United States Supreme Court Decisions: 2023 – 2024 Term

Grants of Review with Summary Dispositions

Ovante v. Arizona, No. 22-7229

On October 2, 2023, the Supreme Court issued an order granting certiorari to Manuel Ovante Jr., vacating the judgment, and remanding the case for further consideration in light of its ruling in Cruz v. Arizona.

The petitioners raised the same claim as in Cruz (see DPIC’s summary), that when their prosecutors raised the issue of their future dangerousness during sentencing hearings, they had a due process right to inform jurors that they would not be parole eligible if they were sentenced to life, and that the state court had misapplied both Simmons v. South Carolina and Lynch v. Arizona in refusing to allow them to do so.

Notable Denials of Review

Violet Ellison’s reward check.

Johnson v. Alabama, No. 22-7337

On October 2, 2023, the Court denied certiorari to Toforest Johnson, who has long maintained his innocence. Mr. Johnson was convicted of the 1995 shooting of Deputy Sheriff William Hardy, despite over ten eyewitnesses placing Mr. Johnson across town at a nightclub at the time of the crime. The State’s case largely rested on the testimony of an “earwitness”: Violet Ellison approached police after the State put out a $5,000 reward offer for information on the case, and testified at trial that she overheard a three-way jail phone call in which a man referred to himself as “Toforest” and confessed to the crime. The State denied that Ms. Ellison received a reward for her testimony for almost two decades, until a retired employee from the District Attorney’s office told Mr. Johnson’s defense team about a set of “confidential reward files” in 2018. The State then disclosed a file containing a $5,000 check made out to Ms. Ellison in 2001, claiming it had been “misfiled.” Despite these facts, the lower courts declined to find a Brady violation, leading Mr. Johnson to ask the Supreme Court directly for Brady relief. Numerous Alabama legal officials support a new trial, including the current District Attorney, the original trial prosecutor, a former Chief Justice, and a former Attorney General. Three of the original jurors also believe they convicted the wrong man. “The Supreme Court only reviews a small fraction of the cases that come to it,” said Ty Alper, an attorney for Mr. Johnson. “While we wish they had chosen to take a closer look at Mr. Johnson’s case, we are looking forward to returning to the appeal we have pending in Jefferson County, where the District Attorney has already called for a new trial.”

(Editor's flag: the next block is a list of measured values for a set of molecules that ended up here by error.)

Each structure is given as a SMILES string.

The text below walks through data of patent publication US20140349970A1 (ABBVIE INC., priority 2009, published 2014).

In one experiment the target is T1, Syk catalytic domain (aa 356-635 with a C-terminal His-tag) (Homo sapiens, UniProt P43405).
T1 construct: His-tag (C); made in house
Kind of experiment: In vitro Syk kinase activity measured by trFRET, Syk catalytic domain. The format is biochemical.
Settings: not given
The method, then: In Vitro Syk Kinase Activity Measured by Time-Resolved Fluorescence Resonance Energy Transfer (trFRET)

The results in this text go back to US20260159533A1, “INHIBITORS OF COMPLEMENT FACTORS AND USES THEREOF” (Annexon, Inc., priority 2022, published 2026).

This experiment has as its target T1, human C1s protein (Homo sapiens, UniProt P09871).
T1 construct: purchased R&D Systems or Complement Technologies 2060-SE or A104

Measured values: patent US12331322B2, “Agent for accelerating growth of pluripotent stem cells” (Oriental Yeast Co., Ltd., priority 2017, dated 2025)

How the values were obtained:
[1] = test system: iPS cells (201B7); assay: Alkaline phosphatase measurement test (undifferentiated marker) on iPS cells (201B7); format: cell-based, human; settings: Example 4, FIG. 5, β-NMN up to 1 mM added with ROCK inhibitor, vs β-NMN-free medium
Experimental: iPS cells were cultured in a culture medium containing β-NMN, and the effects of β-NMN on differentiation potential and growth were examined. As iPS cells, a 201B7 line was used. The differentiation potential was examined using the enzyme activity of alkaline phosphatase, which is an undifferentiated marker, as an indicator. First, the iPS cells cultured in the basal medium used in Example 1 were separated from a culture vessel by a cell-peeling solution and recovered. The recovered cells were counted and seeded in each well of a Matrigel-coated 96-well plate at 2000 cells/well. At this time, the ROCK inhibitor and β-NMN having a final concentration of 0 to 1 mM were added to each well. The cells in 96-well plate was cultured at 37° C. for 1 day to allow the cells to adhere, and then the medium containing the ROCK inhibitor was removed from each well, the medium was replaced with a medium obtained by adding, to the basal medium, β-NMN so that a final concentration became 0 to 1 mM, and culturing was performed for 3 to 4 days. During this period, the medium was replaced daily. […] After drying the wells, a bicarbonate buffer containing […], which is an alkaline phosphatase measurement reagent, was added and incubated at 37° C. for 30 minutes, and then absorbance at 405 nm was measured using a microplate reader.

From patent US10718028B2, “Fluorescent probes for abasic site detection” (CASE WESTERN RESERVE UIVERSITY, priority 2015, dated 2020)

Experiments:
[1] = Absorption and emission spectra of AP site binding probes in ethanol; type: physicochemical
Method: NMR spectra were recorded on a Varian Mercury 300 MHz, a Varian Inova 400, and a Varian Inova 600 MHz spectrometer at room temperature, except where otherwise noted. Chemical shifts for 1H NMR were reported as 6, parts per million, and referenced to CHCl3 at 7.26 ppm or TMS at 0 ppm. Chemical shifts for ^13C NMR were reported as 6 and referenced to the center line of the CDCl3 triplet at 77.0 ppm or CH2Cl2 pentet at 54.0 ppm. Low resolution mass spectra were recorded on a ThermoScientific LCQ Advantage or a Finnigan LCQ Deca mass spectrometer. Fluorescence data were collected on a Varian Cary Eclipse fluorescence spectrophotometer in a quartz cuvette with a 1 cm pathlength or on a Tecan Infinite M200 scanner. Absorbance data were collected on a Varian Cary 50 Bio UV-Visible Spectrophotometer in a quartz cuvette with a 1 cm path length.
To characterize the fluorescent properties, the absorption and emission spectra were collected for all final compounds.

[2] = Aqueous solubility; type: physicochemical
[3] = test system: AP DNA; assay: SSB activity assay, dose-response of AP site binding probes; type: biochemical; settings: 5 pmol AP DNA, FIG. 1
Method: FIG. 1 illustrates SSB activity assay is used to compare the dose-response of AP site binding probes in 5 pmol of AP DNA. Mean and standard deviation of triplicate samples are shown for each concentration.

Robert Roberson with his daugh­ter, Nikki.

Roberson v. Texas, No. 22-7546

The Court denied certiorari to Robert Roberson on October 2, 2023, in a high-profile innocence case. Mr. Roberson was convicted of killing his daughter, Nikki, based on the now-discredited scientific theory of “Shaken Baby Syndrome” (SBS). The theory held that a certain constellation of symptoms, including brain swelling and bleeding, could only occur through malicious shaking—in other words, any child who died of these symptoms had been murdered. Evidence now shows that numerous other medical conditions can cause the same symptoms, including pneumonia and accidental falls; Nikki experienced both in the days before her death. At least 32 caregivers convicted based on SBS have been exonerated, and even the doctor who proposed the condition has renounced it. Dr. Norman Guthkelch called for a review of SBS convictions in 2012, saying, “I am frankly quite disturbed that what I intended as a friendly suggestion for avoiding injury to children has become an excuse for imprisoning innocent people.” In his petition, Mr. Roberson asked the Court to consider whether a conviction violated due process when the entire causation theory of the crime was undermined by modern science and medicine, and when the habeas court ruled against the defendant based on outdated forensic theories. Physicians, scientists, federal judges, and innocence advocates joined in asking the Court to grant Mr. Roberson relief. “Robert Roberson is an innocent father who has languished on Texas’s death row for 20 years for a crime that never occurred and a conviction based on outdated and now refuted science,” said Gretchen Sims Sween, Mr. Roberson’s attorney. “Robert’s legal team has been considering remaining options, which now can and must be pursued in light of the U.S. Supreme Court’s decision today to turn away from this righteous case.”